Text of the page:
Future Reflections Winter 2012
by Frederick W. Noesner
From the Editor: Frederic Noesner has had a lifelong interest in antique weapons and colonial history. In 2011 he published a novel, The Fortunate Ones: Eighteenth-Century Philadelphia as Seen without Sight, which depicts how blind people may have lived in the years before the American Revolution. A digital audio version is available from the National Library Service for the Blind and Physically Handicapped (NLS) and the book can be purchased in print from the author at email@example.com, or from the publisher at firstname.lastname@example.org.
Totally blind since early childhood, I was very fortunate to grow up in the United States in the 1950s and 1960s. I was blessed with wonderful, loving parents who did all that they could to give me the skills and opportunities I needed. Dad had an extensive home workshop, filled with both metal- and woodworking equipment. He had a lathe, a milling machine, a drill-press, a grinder, a sander, a table saw, and an amazing variety of hand tools. Nothing was off limits to me, as long as I used it carefully and correctly. I learned that every tool had a specific purpose, and it was to be used for that purpose only. A screwdriver was not a chisel. A wrench was not a hammer.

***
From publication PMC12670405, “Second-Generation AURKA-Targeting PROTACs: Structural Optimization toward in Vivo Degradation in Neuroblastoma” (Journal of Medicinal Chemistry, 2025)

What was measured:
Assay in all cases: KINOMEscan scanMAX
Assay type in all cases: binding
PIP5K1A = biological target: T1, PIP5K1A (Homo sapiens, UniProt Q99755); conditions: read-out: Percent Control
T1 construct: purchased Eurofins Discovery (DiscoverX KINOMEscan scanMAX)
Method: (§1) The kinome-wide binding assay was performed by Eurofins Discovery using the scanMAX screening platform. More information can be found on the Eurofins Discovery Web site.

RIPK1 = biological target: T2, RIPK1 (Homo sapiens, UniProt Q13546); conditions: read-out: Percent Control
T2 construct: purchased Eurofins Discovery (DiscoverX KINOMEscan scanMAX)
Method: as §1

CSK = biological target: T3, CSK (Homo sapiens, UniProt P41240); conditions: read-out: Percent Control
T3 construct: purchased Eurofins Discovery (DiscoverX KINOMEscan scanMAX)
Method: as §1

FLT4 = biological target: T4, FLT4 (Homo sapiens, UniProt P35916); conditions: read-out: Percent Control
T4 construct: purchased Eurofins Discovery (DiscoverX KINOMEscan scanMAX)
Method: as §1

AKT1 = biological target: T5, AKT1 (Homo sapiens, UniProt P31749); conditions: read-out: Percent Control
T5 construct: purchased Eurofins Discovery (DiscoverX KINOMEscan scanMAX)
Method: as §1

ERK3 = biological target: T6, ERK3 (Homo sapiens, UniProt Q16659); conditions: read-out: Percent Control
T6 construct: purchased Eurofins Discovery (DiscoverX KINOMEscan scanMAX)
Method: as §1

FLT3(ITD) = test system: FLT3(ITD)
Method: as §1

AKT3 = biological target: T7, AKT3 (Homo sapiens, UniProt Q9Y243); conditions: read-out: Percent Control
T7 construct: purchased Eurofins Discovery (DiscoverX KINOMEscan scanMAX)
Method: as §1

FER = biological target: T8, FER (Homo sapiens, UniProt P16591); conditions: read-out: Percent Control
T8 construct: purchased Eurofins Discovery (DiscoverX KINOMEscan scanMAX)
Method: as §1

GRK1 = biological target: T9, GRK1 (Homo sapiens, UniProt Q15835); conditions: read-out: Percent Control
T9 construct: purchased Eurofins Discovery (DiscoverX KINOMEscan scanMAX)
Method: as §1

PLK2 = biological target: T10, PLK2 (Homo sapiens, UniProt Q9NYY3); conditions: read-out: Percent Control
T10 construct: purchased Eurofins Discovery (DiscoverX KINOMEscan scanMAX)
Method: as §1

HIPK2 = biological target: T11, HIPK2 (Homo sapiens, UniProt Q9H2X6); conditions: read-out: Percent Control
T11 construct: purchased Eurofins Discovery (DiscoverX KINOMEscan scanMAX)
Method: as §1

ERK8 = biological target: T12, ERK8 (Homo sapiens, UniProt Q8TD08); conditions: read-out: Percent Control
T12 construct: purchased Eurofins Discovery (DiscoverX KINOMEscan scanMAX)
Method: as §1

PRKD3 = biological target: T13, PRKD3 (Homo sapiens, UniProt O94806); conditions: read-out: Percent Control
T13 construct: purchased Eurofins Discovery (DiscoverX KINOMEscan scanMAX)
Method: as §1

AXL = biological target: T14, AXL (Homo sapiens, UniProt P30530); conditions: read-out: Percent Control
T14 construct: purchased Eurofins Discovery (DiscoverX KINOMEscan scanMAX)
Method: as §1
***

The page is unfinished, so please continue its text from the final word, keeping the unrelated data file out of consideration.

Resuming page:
Dad's workshop was neat and orderly. Every tool had its place, and one was expected to return it to that place at the end of each job. In fact, during large jobs, Dad often advised taking a break, putting every tool away, and cleaning up. This method made it easier to find the tools one needed, rather than sifting through a jumble of items on the bench.
Dad was always aware of safety issues, and he passed that awareness to me. "You only have ten fingers," he used to say. "Keep them. They do not grow back." He taught me that when a tool makes an unusual sound, that is often a sign that it is not being used properly, or that it is hurt and needs help, such as oil.
My father was a demanding teacher, and working for him was not always easy. He could make anything, and he was willing to share his knowledge with anyone who wanted to learn. He often told me that I should be able to do most of the things that he did, but that I might have to do them in a different way. I learned to think a job through and plan alternative methods in order to achieve the desired outcome without vision. These principles and practices, learned in early childhood, have stood me in good stead throughout my life.